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Great Blue Herons appear blue-gray from a distance, with a wide black stripe over the eye. In flight, the upper side of the wing is two-toned: pale on the forewing and darker on the flight feathers. Long legs, a sinuous neck, and thick, daggerlike bill. Head, chest, and wing plumes give a shaggy appearance. In flight, the Great Blue Heron curls its neck into a tight “S” shape; its wings are broad and rounded and its legs trail well beyond the tail.
Saltwater and freshwater habitats, from open coasts, marshes, sloughs, riverbanks, and lakes to backyard goldfish ponds. They also forage in grasslands and agricultural fields. Breeding birds gather in colonies or “heronries” to build stick nests high off the ground.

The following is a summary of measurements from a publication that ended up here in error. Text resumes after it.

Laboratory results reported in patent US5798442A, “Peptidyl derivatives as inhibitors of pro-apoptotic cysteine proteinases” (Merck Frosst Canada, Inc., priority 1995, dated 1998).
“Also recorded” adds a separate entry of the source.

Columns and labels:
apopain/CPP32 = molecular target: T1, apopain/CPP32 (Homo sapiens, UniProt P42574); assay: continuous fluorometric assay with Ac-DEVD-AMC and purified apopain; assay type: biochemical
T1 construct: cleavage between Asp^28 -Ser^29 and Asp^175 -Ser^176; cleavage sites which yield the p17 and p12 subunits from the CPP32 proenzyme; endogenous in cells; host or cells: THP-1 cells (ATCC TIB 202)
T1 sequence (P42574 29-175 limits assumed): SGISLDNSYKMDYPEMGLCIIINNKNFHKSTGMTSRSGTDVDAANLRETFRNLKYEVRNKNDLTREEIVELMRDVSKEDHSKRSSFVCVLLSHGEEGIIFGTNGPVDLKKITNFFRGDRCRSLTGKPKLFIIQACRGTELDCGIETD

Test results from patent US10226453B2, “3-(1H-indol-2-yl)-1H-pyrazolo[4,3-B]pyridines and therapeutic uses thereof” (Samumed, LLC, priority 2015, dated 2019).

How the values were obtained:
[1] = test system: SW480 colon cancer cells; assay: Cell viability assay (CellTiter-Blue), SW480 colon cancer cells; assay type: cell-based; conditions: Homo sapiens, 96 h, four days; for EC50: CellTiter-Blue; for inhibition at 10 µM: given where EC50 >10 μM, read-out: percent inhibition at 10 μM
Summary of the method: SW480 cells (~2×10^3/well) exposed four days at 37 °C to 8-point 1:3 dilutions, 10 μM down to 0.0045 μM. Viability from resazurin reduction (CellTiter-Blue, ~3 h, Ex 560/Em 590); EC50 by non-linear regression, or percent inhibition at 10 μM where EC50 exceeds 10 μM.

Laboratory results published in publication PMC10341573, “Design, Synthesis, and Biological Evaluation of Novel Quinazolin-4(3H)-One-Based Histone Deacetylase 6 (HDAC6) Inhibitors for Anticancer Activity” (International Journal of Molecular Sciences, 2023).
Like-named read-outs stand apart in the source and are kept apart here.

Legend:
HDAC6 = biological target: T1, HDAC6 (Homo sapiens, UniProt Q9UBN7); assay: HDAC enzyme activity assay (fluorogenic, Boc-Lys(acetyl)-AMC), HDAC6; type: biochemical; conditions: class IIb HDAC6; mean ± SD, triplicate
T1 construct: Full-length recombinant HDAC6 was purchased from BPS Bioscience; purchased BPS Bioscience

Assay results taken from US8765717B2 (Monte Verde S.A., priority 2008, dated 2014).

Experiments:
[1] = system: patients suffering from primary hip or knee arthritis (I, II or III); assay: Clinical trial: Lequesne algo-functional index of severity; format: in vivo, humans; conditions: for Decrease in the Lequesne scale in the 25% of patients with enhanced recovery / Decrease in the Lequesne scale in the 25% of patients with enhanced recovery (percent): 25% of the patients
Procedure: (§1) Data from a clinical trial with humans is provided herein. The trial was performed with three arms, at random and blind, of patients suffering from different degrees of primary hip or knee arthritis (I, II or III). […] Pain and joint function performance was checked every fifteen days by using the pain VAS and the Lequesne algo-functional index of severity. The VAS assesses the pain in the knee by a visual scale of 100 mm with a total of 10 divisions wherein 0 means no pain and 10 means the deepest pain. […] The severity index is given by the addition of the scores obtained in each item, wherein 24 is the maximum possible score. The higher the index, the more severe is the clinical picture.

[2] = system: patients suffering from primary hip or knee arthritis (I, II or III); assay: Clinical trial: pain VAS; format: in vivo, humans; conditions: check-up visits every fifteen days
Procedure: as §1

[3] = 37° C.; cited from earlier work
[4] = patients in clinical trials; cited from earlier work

I have watched the Great Blue Herons in the early morning feeding along the bay shoreline or in the evenings feeding along the bay or banks of the river. Observing Great Blue Herons perch, landing on the very tops of trees. After sunset look for a silhouette of a Great Blue Heron on treetops near the bay. Especially in calm weather.